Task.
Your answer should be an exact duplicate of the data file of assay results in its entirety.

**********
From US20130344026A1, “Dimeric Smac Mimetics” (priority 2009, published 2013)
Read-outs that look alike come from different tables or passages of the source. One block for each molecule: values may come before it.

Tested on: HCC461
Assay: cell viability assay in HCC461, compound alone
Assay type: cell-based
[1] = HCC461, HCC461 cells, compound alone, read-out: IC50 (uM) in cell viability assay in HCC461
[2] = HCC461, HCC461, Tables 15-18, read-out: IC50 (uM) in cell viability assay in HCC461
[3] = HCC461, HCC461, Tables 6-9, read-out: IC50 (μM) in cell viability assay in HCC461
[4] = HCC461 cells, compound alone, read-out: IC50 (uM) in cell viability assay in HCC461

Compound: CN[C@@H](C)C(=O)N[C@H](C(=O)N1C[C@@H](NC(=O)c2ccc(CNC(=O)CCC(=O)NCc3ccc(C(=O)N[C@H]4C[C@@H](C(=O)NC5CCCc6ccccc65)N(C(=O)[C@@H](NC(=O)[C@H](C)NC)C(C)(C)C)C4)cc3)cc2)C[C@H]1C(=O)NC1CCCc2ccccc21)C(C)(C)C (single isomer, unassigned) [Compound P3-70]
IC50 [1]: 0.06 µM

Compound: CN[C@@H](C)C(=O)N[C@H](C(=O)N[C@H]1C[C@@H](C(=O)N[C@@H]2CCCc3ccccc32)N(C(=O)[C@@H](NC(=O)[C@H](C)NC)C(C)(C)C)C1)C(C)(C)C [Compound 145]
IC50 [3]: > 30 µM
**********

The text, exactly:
From US20130344026A1, “Dimeric Smac Mimetics” (priority 2009, published 2013)
Read-outs that look alike come from different tables or passages of the source. One block for each molecule: values may come before it.

Tested on: HCC461
Assay: cell viability assay in HCC461, compound alone
Assay type: cell-based
[1] = HCC461, HCC461 cells, compound alone, read-out: IC50 (uM) in cell viability assay in HCC461
[2] = HCC461, HCC461, Tables 15-18, read-out: IC50 (uM) in cell viability assay in HCC461
[3] = HCC461, HCC461, Tables 6-9, read-out: IC50 (μM) in cell viability assay in HCC461
[4] = HCC461 cells, compound alone, read-out: IC50 (uM) in cell viability assay in HCC461

Compound: CN[C@@H](C)C(=O)N[C@H](C(=O)N1C[C@@H](NC(=O)c2ccc(CNC(=O)CCC(=O)NCc3ccc(C(=O)N[C@H]4C[C@@H](C(=O)NC5CCCc6ccccc65)N(C(=O)[C@@H](NC(=O)[C@H](C)NC)C(C)(C)C)C4)cc3)cc2)C[C@H]1C(=O)NC1CCCc2ccccc21)C(C)(C)C (single isomer, unassigned) [Compound P3-70]
IC50 [1]: 0.06 µM

Compound: CN[C@@H](C)C(=O)N[C@H](C(=O)N[C@H]1C[C@@H](C(=O)N[C@@H]2CCCc3ccccc32)N(C(=O)[C@@H](NC(=O)[C@H](C)NC)C(C)(C)C)C1)C(C)(C)C [Compound 145]
IC50 [3]: > 30 µM